He and his team worked on the art work from end of January 2012 to the beginning of March 2012. “We were able to coordinate them coming in right after they had completed most of the interior finish to do all that iconography live in the space over a six week time period,” Laskaris said.
That saved the church about $50,000 to $60,000 because it kept the scaffolding in place instead of tearing it down and putting it back up as time became available.
Laskaris said egg tempera colors will not fade over time. “It’s kind of like on Halloween when someone throws an egg at your car and you can never get it off,” he said. One incident demonstrated the durability of the paint. Two weeks before the church was to open, a sprinkler test opened up leaks in the dome, sending water down the dry wall.
“I was at home getting ready to go to work, seven in the morning, shaving. The phone rings. What I’ve learned out of life is that the early morning calls and the late night calls are never good,” he said.
There was a puddle on the floor. Water was running out of the center of the Christ icon at the Crucifixion scene.
“In a way, you hope there is divine intervention,” he said. “Do you blame people? No. You work together as a team to solve the problem.”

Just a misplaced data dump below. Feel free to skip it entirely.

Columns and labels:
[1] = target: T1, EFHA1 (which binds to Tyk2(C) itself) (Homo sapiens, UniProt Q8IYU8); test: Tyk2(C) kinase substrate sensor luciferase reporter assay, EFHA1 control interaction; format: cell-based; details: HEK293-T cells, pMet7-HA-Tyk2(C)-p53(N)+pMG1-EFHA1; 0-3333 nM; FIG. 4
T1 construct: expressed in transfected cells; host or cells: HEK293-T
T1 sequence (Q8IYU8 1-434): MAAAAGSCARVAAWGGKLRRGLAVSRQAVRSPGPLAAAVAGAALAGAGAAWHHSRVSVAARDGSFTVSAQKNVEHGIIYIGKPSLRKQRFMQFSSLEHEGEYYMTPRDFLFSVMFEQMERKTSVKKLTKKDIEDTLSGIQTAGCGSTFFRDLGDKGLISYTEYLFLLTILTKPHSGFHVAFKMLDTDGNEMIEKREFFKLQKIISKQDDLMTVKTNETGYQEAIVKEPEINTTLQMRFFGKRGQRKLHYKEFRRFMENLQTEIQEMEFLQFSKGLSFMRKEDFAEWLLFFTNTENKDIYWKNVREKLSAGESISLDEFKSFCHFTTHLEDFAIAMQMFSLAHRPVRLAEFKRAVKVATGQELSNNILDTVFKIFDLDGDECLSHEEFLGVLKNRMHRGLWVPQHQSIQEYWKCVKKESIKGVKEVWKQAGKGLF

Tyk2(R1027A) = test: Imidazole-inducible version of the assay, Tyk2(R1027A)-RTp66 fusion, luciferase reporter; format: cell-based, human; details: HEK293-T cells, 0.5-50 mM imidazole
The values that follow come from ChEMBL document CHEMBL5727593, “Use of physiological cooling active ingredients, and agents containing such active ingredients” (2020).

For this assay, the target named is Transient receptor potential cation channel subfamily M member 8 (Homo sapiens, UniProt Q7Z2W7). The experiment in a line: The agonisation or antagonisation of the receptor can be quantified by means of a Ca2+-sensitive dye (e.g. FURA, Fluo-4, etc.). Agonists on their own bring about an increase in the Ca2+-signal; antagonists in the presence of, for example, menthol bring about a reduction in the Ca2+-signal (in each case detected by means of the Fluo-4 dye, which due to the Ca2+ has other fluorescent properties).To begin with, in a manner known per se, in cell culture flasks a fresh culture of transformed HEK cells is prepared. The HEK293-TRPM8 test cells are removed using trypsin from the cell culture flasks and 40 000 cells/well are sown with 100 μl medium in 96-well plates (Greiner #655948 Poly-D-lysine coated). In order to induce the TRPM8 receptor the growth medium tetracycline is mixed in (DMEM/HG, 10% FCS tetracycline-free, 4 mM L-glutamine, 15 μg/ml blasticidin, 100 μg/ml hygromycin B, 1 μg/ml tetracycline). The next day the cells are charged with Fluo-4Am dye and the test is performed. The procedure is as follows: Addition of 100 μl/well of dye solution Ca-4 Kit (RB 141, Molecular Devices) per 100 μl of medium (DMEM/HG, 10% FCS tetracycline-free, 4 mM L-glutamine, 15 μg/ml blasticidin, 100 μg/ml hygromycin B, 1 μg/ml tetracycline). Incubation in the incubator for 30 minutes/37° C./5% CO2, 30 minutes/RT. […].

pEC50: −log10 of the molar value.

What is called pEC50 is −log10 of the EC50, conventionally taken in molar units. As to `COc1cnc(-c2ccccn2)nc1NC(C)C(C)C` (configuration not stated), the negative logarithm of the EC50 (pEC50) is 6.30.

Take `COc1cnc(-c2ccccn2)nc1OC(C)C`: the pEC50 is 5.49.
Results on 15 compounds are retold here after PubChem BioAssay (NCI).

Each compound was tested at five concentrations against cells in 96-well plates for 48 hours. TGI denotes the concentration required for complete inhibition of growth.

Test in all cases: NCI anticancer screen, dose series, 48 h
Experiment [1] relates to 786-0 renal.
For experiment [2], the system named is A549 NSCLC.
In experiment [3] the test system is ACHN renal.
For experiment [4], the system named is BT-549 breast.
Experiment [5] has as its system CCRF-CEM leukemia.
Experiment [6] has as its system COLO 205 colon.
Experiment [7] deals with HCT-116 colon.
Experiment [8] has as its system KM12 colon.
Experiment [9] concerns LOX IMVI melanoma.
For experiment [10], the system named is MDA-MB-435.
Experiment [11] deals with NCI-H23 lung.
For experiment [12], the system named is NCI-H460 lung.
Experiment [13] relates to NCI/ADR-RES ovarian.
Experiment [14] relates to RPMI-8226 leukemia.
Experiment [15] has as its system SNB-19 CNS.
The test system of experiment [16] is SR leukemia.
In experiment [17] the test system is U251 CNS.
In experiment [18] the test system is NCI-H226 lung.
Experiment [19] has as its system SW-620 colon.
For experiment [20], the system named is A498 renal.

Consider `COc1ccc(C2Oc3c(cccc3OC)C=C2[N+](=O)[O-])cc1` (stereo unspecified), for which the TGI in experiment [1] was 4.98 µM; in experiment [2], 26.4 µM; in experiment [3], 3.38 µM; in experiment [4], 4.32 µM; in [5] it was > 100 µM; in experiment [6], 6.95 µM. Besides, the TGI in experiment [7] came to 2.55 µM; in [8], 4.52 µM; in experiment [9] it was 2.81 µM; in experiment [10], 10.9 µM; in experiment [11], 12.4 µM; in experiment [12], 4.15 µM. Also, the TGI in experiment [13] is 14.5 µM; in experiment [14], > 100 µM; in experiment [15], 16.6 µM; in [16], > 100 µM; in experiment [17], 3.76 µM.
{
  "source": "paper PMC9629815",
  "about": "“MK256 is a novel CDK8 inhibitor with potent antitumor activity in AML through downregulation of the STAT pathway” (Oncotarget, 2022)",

They found two places where the water was coming in and were able to stop the leaks.
“What was interesting was water came out of the Christ icon. It sort of bubbled a little bit on the dry wall seam. But after we turned off the water and it dried out and flattened out, to the naked eye you cannot see any damage,” he said. Despite the emergency they were able to open the church on time.
“We had Holy Week in the new church, with the new iconography and everything was fantastic. I shed a couple of tears,” Laskaris said. “My mother at the time was almost 90 years old and she was worried she wouldn’t live to see the church. She attended church four or five times before she passed away that August.”
Dr. Kordis will be returning to St. Sophia’s Sept. 20 to complete the iconography, which will include a Biblical scene of the wedding at Cana.
Laskaris, a CPA, owner of the CPA firm Laskaris & Laskaris in Wayne, was pivotal in getting the church project on its feet. He served as president of the parish council in 2013/2014, vice president before that, and became chairman of the building committee in 2010.